Public borrowing surges to £17.9bn

Public borrowing surges to £17.9bn

Chancellor George Osborne is currently bringing in a series of measures to reduce the budget deficit

Chancellor George Osborne is currently bringing in a series of measures to reduce the budget deficit

First published in National News © by

The impact of the double-dip recession on the public purse has been underlined as official figures revealed a larger-than-expected surge in Government borrowing.

Public sector net borrowing, excluding financial interventions, such as bank bailouts, was £17.9 billion in May, up from £15.2 billion the previous year, the Office for National Statistics said.

The surge was driven by a 7.3% fall in income tax receipts and an 11.7% jump in welfare benefits, providing evidence that the struggling economy is piling pressure on the Government's already-stretched finances.

While May is only two months into the financial year, the weak figures will trouble Chancellor George Osborne, who is aiming to trim total borrowing in 2012/2013 to £120 billion, excluding a one-off boost from the transfer of the Royal Mail pension fund into Treasury ownership.

The Chancellor is in the process of rolling out a series of tough austerity measures in a bid to cut the budget deficit, which include billions of pounds of spending cuts and hundreds of thousands of public sector job losses.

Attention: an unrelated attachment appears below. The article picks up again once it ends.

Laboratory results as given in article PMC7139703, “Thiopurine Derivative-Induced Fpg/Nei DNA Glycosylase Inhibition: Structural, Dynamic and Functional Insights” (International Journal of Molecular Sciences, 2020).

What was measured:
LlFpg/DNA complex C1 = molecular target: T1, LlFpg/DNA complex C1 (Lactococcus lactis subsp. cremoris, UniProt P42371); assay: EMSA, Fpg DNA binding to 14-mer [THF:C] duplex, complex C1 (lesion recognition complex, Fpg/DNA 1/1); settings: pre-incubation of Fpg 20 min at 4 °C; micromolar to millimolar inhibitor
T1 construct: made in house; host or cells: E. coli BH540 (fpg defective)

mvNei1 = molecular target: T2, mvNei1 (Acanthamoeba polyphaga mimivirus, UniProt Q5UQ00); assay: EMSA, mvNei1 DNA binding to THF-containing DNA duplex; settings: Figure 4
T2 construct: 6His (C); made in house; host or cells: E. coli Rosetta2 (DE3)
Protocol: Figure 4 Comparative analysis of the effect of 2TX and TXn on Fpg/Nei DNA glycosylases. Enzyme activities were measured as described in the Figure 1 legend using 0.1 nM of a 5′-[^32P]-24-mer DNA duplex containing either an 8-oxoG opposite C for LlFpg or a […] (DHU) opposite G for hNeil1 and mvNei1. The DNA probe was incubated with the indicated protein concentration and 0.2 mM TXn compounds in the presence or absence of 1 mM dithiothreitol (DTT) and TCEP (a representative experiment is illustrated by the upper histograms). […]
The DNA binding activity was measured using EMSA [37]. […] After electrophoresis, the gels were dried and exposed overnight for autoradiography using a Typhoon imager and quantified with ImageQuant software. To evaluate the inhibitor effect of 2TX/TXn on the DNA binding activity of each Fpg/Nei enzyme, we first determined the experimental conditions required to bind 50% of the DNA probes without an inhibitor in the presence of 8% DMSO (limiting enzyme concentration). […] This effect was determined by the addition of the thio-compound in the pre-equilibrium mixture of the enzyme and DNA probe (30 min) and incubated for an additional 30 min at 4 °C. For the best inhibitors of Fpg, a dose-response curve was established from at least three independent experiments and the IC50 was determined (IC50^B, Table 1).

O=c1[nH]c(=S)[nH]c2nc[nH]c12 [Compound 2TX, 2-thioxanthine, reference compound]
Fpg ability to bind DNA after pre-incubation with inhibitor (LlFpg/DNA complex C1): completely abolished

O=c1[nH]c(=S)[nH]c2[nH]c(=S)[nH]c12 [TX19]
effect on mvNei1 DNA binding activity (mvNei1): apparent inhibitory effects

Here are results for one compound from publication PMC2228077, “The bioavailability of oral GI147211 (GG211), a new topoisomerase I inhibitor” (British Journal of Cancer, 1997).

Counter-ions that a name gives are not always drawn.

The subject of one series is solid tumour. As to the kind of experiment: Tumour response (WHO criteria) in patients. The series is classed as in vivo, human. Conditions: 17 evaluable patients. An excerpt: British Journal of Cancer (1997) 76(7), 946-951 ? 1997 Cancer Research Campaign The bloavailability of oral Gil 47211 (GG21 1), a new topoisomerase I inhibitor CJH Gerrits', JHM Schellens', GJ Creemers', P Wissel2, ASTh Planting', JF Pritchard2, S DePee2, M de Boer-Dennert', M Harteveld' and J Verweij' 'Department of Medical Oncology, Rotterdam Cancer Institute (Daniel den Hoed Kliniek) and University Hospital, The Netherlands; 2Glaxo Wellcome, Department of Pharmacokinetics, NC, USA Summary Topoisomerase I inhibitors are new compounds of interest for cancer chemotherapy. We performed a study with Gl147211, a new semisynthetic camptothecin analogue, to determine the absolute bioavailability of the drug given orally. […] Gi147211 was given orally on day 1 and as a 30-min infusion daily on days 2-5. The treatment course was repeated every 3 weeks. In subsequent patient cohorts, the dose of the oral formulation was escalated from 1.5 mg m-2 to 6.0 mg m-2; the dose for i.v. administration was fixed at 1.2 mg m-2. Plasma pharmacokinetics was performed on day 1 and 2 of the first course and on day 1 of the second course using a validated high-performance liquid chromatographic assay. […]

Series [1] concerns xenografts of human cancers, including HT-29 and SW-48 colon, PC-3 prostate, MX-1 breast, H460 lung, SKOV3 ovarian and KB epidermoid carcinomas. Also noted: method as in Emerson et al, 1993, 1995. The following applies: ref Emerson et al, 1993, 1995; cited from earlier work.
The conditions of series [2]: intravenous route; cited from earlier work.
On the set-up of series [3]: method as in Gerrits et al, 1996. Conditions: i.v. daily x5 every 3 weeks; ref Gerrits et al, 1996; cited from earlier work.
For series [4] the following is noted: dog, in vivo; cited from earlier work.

But the economy fell back into recession in the first quarter of the year, which has significant implications for tax revenues, while high levels of unemployment are increasing the burden on the state.

In a further blow to Mr Osborne's hopes, total borrowing for the last three financial years was revised upwards due to methodology changes.

Total borrowing, excluding financial interventions, in 2011/2012 was revised up by £3.2 billion to £127.6 billion, above the £126 billion target for that year. Total government spending was 7.9% higher in May at £55.1 billion, while total tax receipts only rose by 1.6% to £38.7 billion.

A spokesman for the Treasury said: "It is too early in the financial year to draw conclusions about the year as a whole, especially as today's public finances data include a number of one-off factors and temporary distortions.

"The Government is committed to dealing with the deficit, which will help keep interest rates lower for longer and support millions of families and businesses across the country."

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